I’m reading Daniel Buck’s excellent “What is Wrong with Our Schools” and want to share an idea that’s really useful. In chapter 3, Buck discusses the power of supplemental texts in reading.
This is something my colleagues and I refer to as ’embedded nonfiction.” Erica Woolway, Colleen Driggs and I have a chapter on it in Reading Reconsidered and we use it extensively in designing our curriculum by that name. The idea is that adding short nonfiction texts throughout a primary text can infuse it with just the right background knowledge at just the right time so that students learn more and find the book more interesting–more accessible and with far more rich and interesting connections.
Buck gives the example of reading an article on surveillance of citizens in current day China, say, while reading The Giver or an article on narcissistic personalities while reading The Magician’s Nephew. Or you might read an article on how subjective and manipulable memory is while reading Animal Farm as Emily DiMatteo does in this great video example.
Buck’s discussion of the topic–and how satisfying the “need for knowledge” brings the book to life for readers–is excellent. But then he goes on to a new topic–embedding supplemental texts in extended writing prompts.
“The same need for knowledge applies to writing… With Romeo and Juliet, my final essay tasks them with answering the simple question: is this a love story? Before asking them to do that, however, we read various passages and theories of love so they needn’t rely on whatever philosophy of love they happen to have picked up from popular media. I read with them the famous wedding passage from Corinthians (“Love is patient; love is kind…”); excerpts from Lewis describing how love cannot simply be an emotion but requires action; a scientific explanation of the chemicals that pass through our brain as we fall in love; and a short reading about the different words the ancient Greeks used for love… [phila, eros, storge and so on]. Only having read these pieces do I feel comfortable asking my students to answer [the question] in long form.”
Reading that passage was a bit of an epiphany for me, honestly. First it invoked a brief memory of my least favorite class in college: Philosophy. We were continually asked to write on broad and seemingly intractable questions about which I had a few general notions and a lot of uncertainty. What I didn’t have was the vocabulary to lock down the vague beginnings of ideas I had in specific concepts I could come back to or other people’s previous reflections that narrowed the issues to manageable points. It was broad, sweeping, and every question felt like a party trick. I hated it and never took another course or read another book in philosophy for the rest of my life.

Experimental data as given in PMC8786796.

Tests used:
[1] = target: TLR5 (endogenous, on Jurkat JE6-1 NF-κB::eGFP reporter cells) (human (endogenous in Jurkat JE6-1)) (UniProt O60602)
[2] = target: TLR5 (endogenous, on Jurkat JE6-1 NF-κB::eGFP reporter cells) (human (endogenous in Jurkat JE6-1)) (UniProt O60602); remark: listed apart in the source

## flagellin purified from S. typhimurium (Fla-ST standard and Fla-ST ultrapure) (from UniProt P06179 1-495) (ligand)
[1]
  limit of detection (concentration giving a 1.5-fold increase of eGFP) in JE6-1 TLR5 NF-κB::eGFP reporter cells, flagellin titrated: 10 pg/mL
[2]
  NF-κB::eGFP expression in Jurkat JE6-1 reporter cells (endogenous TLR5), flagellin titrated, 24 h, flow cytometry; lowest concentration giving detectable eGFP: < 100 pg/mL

What do you think? What is the nature of freedom? Answer from your soul. Nothing you say is wrong.
You could call this intellectual “freedom” I guess–that’s what we often call it with students, the freedom to write about whatever you want–but actually it’s much less freeing than being asked to discuss something you have the technical terms and foundational ideas to make sense of.
Saying: here are some words that will be useful to you. Here are some key ideas from history you can draw on as you write is a bit like memorizing math facts. And I mean that in a good way-in an, it’s central to critical thinking but many educators overlook it and misunderstand this kind of way.
If you are automatic with your math facts it enhances your critical thinking and the depth of your analysis. Factual fluency and deep understanding go together. If (and only if) you are automatic with your math facts, you can think about easier ways to solve a problem or understand the similarities of two problems. But if you are just trying to work it through on the most basic algorithmic level your working memory is stuck on the more mundane tasks.
So too in writing. If you have to frame and name of a core idea you seek to discuss it’s exhausting, not that enjoyable, and you spend your time on mundane tasks not richer deeper analysis. If you can quickly draw on Lewis’s conception of action or the Greeks’ parsing of different names, you get beyond the surface much more quickly.
Anyway, in our Reading Reconsidered curriculum we often ask–what else do students need to know to get the most out of reading this book? And now, thanks to Daniel Buck, we will being asking–what else do students need to know to get the most our of the experience of writing this essay?